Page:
Overview: Come on, the movie is called Pinata: Survival Island. If you need us to tell you that it's about an evil pinata dismembering college coeds on a deserted island, then you're probably reading the wrong review column.

Directed By: David and Scott Hillenbrand, 2002

The Case For: Stars an assortment of bit players from mediocre television shows, so you can pretend that you're really watching The Surreal Life: C-List Edition.

The Case Against: One of the most laughable horror premises ever conceived is presented with disturbingly inappropriate gravity, including a dramatic ten-minute backstory sequence before the opening credits. Godawful CGI will make you wish you were blind, and then constant "Pinata-Vision" will grant your wish.

We'll start you off the way we did the first time we watched this rare jewel:

Like many of its contemporaries, Pinata: Survival Island (not to be confused with the far more popular Survivor: Pinata Island) feels right at home in the unambiguously stupid genre of semi-ironic Stoner Horror Romps - you know, those countless straight-to-video cookie cutter slashers you'll find filling bargain bins and dank, musty basements of balding thirty-somethings who sincerely use words like "fandom" to justify their gross creepy obsessions. Like us, most of you reading this are probably all-too familiar with the classic "murderous random object" formula, which comes in three basic flavors of awful:

a) Ancient evil spirit/vengeful ghost happens to be hanging out/napping in unlikely inanimate and typically non-threatening object e.g. a bong or toilet brush or whatever, and idiot coeds/shithead teenagers accidentally wake it up by begging to be murdered for their stupidity.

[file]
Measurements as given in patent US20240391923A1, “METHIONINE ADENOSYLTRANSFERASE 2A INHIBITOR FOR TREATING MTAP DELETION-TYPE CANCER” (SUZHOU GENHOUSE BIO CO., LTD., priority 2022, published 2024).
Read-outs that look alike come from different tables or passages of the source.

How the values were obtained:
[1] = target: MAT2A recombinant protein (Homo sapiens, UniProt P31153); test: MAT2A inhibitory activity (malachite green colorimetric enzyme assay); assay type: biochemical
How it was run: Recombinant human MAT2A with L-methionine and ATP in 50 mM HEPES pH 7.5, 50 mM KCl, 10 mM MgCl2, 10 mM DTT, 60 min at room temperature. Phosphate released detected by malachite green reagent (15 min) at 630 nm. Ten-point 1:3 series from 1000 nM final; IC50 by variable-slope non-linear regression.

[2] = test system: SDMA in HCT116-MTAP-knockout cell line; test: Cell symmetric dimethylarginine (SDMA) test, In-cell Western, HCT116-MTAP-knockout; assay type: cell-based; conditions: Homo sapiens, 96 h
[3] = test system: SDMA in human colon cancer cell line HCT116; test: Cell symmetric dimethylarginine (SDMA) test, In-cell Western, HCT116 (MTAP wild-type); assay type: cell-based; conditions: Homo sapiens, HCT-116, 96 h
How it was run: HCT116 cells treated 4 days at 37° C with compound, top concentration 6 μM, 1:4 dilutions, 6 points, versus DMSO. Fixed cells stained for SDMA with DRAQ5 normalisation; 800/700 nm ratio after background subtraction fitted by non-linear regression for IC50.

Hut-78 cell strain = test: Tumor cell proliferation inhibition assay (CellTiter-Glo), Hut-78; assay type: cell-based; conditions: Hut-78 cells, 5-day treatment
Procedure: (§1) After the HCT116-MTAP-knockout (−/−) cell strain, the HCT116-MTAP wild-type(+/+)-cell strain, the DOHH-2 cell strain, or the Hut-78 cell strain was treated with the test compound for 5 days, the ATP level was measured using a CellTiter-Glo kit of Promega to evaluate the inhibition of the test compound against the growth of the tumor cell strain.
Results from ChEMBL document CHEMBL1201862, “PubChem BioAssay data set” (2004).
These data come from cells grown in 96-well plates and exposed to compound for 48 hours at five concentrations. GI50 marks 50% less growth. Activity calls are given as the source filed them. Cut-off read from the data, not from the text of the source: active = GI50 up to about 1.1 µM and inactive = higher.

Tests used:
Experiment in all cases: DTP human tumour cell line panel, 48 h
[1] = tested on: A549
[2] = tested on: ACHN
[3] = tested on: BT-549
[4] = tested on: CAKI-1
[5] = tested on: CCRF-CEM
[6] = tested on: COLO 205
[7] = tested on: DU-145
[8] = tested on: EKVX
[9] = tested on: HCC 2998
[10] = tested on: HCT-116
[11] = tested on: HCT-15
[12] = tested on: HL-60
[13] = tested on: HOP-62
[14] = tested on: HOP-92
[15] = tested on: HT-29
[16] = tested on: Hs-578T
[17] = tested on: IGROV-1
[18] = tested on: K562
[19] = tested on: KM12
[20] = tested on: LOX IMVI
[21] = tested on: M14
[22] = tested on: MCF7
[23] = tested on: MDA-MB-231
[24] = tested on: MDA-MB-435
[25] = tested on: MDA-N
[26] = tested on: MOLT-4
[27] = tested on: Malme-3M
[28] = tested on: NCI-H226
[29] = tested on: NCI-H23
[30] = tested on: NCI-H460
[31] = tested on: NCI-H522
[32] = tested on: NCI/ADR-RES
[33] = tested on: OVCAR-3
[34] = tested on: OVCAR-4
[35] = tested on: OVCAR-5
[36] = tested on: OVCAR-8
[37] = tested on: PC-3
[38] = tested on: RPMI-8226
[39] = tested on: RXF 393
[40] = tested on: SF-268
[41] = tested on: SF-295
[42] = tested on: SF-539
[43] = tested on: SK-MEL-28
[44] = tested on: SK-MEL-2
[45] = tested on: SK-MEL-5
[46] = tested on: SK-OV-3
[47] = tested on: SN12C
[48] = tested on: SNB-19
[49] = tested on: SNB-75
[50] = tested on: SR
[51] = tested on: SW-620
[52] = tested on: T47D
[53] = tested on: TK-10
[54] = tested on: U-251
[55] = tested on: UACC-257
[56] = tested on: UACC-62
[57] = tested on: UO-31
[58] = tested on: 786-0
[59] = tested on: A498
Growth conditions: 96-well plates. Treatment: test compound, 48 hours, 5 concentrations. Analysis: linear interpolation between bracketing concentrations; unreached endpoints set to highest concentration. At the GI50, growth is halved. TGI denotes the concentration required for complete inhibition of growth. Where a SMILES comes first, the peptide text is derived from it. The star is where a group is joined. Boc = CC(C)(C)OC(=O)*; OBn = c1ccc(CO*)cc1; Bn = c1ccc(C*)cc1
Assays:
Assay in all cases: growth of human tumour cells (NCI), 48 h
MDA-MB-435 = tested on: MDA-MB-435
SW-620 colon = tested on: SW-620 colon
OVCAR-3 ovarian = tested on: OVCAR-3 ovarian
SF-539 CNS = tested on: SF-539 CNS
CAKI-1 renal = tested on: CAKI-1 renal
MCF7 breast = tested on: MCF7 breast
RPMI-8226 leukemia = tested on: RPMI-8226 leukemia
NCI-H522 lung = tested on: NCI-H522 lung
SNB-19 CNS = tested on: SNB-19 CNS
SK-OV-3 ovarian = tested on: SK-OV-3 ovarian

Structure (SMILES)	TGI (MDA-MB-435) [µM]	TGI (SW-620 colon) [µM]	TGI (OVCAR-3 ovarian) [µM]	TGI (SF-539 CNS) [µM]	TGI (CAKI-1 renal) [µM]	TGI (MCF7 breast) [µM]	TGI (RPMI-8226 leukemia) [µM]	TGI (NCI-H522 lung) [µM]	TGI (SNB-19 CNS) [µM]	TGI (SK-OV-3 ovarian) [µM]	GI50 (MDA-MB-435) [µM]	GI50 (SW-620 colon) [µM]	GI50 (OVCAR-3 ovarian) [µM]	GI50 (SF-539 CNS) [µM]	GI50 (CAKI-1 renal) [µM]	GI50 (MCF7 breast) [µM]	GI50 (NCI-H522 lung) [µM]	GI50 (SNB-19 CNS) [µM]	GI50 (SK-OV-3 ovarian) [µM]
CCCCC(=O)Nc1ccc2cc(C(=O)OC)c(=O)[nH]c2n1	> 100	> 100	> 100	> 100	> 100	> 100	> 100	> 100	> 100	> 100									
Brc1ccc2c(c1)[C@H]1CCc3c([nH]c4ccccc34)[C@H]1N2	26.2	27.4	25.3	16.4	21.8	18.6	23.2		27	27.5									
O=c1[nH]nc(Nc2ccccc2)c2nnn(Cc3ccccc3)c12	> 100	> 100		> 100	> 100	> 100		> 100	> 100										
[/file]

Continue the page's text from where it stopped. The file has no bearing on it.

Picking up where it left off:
b) Recently executed serial killer/rapist/misunderstood carnival freak comes back to life as {object} because somebody (again, usually obnoxious coeds/teens) does something really stupid with his remains like knocking them into an inexplicably adjacent vat of radioactive waste and/or Twinkie batter.

c) Condescendingly typecast Indian shaman, voodoo priest, or slighted gypsy hag mumbles some gibberish about curses and stuff into a hearty potful of evil dry ice stew, thereby resurrecting/transforming random farm animal into unholy killing machine with a hankering for human blood/fake boobs/bad acting.


Pinata: Survival Island is most at home in the first category, but the evil spirit is put in there by a shaman and is the avatar of all sin or something, so we're just going to go ahead and say it's a little bit of everything on the menu. This is a very successful recipe for making a horror movie, in much the same way that mixing all the leftovers from a second-rate Greek restaurant together in a slop bucket is a successful recipe for making gazpacho.

Now, you might be incorrectly thinking that pinatas are just harmless little papier-mache decorations, and therefore not particularly threatening. But as the needlessly elaborate pre-credit sequence teaches us, pinatas aren't just colorful things little kids whack with sticks to get candy; they're actually really serious and important and filled with all the evil and sins in the world, or at least all the sins in some dirt farming village somewhere in Latin America. Because when you're a mystical shaman gathering up evil spirits to seal them away forever in a safe place where they can never be released and destroy the world, of course your first receptacle of choice would be something designed solely to be smashed open as quickly and enthusiastically as possible.

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